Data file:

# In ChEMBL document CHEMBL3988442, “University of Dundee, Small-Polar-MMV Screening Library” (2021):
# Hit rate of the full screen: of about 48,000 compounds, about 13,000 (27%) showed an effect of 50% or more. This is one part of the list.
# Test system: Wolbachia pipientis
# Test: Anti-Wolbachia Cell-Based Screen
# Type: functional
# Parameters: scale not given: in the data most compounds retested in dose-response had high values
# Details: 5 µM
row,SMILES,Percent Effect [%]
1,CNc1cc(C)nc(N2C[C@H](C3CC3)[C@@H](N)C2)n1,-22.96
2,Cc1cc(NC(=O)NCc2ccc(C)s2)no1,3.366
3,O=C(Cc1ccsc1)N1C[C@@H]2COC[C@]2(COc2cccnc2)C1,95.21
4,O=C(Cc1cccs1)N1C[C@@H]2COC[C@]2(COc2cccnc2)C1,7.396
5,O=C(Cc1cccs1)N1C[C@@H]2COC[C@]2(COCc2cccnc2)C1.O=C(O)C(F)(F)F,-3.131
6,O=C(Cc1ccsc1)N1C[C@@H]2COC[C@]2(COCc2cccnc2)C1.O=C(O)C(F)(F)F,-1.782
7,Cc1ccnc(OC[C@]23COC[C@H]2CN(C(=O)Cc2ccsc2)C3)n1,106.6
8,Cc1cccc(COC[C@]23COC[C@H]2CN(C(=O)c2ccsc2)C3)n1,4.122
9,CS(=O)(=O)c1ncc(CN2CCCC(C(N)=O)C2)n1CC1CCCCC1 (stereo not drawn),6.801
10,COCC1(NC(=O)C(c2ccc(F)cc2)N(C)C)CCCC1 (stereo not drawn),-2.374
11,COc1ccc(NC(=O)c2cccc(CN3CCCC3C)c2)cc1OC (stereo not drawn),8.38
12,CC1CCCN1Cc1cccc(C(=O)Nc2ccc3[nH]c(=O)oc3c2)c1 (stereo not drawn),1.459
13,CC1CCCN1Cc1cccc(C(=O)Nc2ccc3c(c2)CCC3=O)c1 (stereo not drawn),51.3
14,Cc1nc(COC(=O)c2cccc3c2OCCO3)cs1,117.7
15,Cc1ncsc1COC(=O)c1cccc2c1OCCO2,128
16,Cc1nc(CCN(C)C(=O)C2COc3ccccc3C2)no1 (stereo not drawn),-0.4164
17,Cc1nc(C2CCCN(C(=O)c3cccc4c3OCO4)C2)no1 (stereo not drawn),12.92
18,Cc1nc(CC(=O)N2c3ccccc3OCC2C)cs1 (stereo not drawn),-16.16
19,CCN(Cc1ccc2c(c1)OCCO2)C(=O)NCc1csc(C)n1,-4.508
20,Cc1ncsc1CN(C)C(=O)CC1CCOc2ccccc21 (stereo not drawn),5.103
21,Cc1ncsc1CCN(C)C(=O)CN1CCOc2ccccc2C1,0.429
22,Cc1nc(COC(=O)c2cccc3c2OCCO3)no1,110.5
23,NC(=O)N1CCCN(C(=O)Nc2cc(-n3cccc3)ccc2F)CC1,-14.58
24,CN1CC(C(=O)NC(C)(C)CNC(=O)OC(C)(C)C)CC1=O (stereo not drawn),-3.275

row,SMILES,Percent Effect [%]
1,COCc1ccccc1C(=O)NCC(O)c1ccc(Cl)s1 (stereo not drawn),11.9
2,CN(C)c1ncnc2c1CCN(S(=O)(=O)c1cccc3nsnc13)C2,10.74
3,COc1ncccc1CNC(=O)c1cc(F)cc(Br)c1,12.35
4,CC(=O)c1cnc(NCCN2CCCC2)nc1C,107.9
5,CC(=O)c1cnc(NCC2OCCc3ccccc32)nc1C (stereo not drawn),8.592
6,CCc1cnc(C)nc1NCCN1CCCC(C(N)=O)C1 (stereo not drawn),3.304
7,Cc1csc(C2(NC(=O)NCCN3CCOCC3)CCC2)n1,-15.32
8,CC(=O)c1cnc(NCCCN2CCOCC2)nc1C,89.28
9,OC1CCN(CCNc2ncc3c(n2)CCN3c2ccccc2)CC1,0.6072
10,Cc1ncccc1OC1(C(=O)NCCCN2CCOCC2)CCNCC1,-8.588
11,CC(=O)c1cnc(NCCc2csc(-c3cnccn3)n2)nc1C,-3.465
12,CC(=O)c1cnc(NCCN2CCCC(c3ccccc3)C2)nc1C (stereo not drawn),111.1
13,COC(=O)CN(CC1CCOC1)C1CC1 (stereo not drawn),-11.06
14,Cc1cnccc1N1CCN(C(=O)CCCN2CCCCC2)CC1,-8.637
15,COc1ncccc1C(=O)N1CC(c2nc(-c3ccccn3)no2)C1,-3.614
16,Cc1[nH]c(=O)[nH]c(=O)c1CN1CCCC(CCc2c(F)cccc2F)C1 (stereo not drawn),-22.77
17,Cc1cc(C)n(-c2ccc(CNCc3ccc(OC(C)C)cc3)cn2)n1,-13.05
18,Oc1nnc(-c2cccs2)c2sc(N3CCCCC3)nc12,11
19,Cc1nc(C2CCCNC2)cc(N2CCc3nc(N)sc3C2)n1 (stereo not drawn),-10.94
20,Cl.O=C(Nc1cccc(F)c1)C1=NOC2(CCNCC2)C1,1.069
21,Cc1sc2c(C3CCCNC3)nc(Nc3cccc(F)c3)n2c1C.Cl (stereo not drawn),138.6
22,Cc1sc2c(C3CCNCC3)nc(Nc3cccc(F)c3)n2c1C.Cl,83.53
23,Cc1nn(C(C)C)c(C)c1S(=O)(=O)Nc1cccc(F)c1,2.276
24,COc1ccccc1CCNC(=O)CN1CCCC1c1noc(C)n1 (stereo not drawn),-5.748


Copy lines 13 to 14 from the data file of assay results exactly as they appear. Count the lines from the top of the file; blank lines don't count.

5,O=C(Cc1cccs1)N1C[C@@H]2COC[C@]2(COCc2cccnc2)C1.O=C(O)C(F)(F)F,-3.131
6,O=C(Cc1ccsc1)N1C[C@@H]2COC[C@]2(COCc2cccnc2)C1.O=C(O)C(F)(F)F,-1.782